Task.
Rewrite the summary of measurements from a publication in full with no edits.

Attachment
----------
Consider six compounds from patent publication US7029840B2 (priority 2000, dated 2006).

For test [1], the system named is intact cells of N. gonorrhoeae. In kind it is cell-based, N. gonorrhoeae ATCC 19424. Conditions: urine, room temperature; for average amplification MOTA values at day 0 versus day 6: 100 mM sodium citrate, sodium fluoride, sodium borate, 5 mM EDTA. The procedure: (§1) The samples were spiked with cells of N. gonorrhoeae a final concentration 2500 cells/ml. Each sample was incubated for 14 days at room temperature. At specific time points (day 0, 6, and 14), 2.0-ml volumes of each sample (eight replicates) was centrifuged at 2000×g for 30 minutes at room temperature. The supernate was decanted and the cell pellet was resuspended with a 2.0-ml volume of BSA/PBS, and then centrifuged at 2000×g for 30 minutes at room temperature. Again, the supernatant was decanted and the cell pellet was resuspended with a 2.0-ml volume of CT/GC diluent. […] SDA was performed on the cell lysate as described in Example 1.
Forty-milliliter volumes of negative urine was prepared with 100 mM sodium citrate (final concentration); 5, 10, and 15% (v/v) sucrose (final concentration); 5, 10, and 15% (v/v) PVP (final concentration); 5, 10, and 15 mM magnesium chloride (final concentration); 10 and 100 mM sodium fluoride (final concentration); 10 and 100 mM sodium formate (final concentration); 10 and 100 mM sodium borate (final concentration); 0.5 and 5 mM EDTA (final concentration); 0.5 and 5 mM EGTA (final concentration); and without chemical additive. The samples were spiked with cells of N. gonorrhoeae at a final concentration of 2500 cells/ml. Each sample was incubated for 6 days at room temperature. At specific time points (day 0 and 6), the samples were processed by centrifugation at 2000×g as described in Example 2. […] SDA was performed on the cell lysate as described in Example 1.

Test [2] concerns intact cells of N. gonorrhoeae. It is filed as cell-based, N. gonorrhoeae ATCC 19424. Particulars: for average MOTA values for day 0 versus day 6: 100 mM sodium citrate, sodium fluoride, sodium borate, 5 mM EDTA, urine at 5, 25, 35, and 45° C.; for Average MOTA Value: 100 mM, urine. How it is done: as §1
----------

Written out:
Consider six compounds from patent publication US7029840B2 (priority 2000, dated 2006).

For test [1], the system named is intact cells of N. gonorrhoeae. In kind it is cell-based, N. gonorrhoeae ATCC 19424. Conditions: urine, room temperature; for average amplification MOTA values at day 0 versus day 6: 100 mM sodium citrate, sodium fluoride, sodium borate, 5 mM EDTA. The procedure: (§1) The samples were spiked with cells of N. gonorrhoeae a final concentration 2500 cells/ml. Each sample was incubated for 14 days at room temperature. At specific time points (day 0, 6, and 14), 2.0-ml volumes of each sample (eight replicates) was centrifuged at 2000×g for 30 minutes at room temperature. The supernate was decanted and the cell pellet was resuspended with a 2.0-ml volume of BSA/PBS, and then centrifuged at 2000×g for 30 minutes at room temperature. Again, the supernatant was decanted and the cell pellet was resuspended with a 2.0-ml volume of CT/GC diluent. […] SDA was performed on the cell lysate as described in Example 1.
Forty-milliliter volumes of negative urine was prepared with 100 mM sodium citrate (final concentration); 5, 10, and 15% (v/v) sucrose (final concentration); 5, 10, and 15% (v/v) PVP (final concentration); 5, 10, and 15 mM magnesium chloride (final concentration); 10 and 100 mM sodium fluoride (final concentration); 10 and 100 mM sodium formate (final concentration); 10 and 100 mM sodium borate (final concentration); 0.5 and 5 mM EDTA (final concentration); 0.5 and 5 mM EGTA (final concentration); and without chemical additive. The samples were spiked with cells of N. gonorrhoeae at a final concentration of 2500 cells/ml. Each sample was incubated for 6 days at room temperature. At specific time points (day 0 and 6), the samples were processed by centrifugation at 2000×g as described in Example 2. […] SDA was performed on the cell lysate as described in Example 1.

Test [2] concerns intact cells of N. gonorrhoeae. It is filed as cell-based, N. gonorrhoeae ATCC 19424. Particulars: for average MOTA values for day 0 versus day 6: 100 mM sodium citrate, sodium fluoride, sodium borate, 5 mM EDTA, urine at 5, 25, 35, and 45° C.; for Average MOTA Value: 100 mM, urine. How it is done: as §1